Boxing Exercises for Beginners

Boxing requires cardiovascular, strength and flexibility training.

Boxing requires cardiovascular, strength and flexibility training.

Before you lace up your gloves and get in the ring, you need to get ready for competition. Whether you are taking up boxing with the intent of fighting or just want to get into better shape, learning some basic exercises will help you hone your skills and improve your overall fitness levels. Boxers rely on cardiovascular fitness to last through multiple rounds of fighting and develop the power for punching and agility for movement.

Jump Rope

Jumping rope is a classic workout for boxers from amateurs to world champions. Jumping rope helps you move your feet quickly, an important skills for dodging punches or getting into position to punch. Adding lateral movement to your jump rope routine simulates the movement of boxers during a bout. Jump rope and move from side-to-side with each jump. As the rope comes over your head toward the floor, hop toward your left side so your left foot lands before your right foot. Go the opposite way on the next jump so your right foot hits first. You can also jump rope while running in place with an emphasis on driving your knees high.

Overhead Squat

Performing an overhead squat gives you power in your lower body while increasing your flexibility and range of motion. You can do an overhead squat with a weighted barbell or just the bar. Grasp the barbell in the snatch position with the balls of your feet under the bar and hip-width apart. With a wide overhand, squat to get your weight under the bar and extend your knees and hips to lift the bar over your head until your arms are at full extension. Squat with the bar over your head and rise to a standing position by pushing from your hips and knees.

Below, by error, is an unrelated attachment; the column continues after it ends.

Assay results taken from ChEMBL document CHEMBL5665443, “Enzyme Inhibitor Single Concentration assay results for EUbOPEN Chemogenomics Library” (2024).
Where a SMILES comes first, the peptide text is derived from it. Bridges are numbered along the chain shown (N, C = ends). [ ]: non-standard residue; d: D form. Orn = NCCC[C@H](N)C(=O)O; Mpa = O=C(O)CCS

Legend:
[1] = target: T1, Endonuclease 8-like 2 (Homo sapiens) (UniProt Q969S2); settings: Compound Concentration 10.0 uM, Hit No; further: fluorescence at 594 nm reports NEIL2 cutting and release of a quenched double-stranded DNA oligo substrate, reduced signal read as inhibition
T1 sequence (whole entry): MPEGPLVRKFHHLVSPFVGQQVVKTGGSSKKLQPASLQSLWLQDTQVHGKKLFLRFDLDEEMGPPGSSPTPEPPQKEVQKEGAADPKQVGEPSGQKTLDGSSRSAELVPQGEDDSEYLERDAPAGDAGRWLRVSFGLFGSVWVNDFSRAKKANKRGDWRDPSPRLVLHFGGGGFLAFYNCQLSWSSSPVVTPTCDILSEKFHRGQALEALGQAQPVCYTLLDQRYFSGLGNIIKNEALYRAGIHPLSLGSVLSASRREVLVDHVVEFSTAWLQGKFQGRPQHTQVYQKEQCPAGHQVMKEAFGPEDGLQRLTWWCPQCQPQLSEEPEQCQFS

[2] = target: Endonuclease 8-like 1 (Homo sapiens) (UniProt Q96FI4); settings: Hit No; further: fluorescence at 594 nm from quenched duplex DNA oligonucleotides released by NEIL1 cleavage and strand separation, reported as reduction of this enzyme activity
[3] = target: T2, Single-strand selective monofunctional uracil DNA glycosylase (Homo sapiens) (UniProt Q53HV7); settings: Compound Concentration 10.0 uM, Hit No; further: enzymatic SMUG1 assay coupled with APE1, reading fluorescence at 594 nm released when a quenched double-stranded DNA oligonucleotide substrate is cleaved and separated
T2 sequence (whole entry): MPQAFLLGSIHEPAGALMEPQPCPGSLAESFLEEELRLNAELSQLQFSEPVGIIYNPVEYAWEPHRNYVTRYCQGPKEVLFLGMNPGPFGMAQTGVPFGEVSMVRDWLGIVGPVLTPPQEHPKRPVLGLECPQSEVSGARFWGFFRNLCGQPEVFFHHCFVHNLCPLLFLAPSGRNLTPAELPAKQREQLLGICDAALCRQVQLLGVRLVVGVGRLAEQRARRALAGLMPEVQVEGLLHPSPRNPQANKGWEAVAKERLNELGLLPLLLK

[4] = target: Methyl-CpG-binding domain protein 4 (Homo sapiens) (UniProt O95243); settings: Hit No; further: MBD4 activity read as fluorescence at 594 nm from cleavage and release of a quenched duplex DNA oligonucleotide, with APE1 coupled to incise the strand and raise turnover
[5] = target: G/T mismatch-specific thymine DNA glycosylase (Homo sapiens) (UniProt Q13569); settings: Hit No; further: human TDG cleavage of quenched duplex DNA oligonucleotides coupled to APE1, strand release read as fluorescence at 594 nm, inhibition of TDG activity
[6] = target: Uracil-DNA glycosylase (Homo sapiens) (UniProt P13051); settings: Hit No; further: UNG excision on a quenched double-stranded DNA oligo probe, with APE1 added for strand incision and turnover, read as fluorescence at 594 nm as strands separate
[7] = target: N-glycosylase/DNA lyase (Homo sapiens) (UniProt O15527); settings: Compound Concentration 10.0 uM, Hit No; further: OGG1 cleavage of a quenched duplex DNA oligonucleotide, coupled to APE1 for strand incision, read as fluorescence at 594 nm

Medicine Ball Throws

Throwing a medicine ball helps boxers to develop upper body and core abdominal strength. Performing throws with a partner or by yourself as quickly as possible increases the benefits you will get from your routine. If you are working out alone, you can throw the ball up as high in the air as you can with a two-handed underarm throw. Catch the ball with both hands and immediately repeat the motion. If you have a partner, stand 15 to 25 feet apart and throw the ball at your partner’s right hip. When your partner throws it to you, catch it, rotate to your left and immediately return the throw. After a 10 to 15 reps, switch and throw to the left hip.

Body Plank

A body plank works your core muscles along with your upper legs and also improves your cardiovascular fitness. Lie on your stomach and push up from the ground with your elbows. Tighten your abs as much as possible and hold this position for 30 to 60 seconds. Perform eight to 12 reps at a time and three sets per workout.

 

References

About the Author

Richard Manfredi has more than a decade of professional writing experience, both in the media and at a corporate level. Since 2003, he has worked in the public relations industry, creating and executing campaigns for technology and entertainment companies. Manfredi is also a journalist who has worked for the "Orange County Register," as well as several online publications.

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